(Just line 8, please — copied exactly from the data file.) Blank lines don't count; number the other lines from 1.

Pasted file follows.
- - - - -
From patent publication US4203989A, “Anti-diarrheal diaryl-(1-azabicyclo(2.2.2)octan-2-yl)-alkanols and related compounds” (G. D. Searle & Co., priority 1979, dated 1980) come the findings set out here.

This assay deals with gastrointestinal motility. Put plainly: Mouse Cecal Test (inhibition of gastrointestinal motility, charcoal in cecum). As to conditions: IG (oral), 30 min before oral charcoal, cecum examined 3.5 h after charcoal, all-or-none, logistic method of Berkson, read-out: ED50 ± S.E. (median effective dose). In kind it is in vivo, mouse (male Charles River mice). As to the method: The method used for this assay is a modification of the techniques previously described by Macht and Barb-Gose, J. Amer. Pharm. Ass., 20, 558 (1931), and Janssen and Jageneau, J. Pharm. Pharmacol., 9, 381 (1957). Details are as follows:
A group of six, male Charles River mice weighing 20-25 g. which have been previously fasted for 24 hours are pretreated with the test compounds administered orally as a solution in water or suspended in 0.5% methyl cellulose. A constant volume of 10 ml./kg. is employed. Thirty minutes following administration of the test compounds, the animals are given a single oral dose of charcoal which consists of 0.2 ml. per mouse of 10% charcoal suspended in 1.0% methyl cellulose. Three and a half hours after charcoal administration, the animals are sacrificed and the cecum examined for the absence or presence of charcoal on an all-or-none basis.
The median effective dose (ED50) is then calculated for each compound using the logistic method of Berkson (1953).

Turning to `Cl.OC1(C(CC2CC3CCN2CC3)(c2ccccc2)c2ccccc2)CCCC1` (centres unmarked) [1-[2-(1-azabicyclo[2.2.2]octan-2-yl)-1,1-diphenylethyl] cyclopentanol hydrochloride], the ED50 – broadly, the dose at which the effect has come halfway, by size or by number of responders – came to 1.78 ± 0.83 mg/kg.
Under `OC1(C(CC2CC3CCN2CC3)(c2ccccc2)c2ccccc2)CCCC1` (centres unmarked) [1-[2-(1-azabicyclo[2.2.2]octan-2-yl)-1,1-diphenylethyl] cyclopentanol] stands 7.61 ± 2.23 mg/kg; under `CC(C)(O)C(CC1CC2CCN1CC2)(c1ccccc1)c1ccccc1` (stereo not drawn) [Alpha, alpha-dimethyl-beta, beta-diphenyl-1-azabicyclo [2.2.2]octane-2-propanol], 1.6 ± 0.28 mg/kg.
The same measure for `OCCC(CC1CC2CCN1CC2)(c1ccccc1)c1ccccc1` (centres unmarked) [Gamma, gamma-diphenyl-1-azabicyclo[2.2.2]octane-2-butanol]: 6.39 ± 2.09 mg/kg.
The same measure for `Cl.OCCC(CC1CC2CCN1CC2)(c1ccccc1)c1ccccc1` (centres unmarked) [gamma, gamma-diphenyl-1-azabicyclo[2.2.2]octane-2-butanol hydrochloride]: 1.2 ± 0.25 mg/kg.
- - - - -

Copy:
The same measure for `Cl.OCCC(CC1CC2CCN1CC2)(c1ccccc1)c1ccccc1` (centres unmarked) [gamma, gamma-diphenyl-1-azabicyclo[2.2.2]octane-2-butanol hydrochloride]: 1.2 ± 0.25 mg/kg.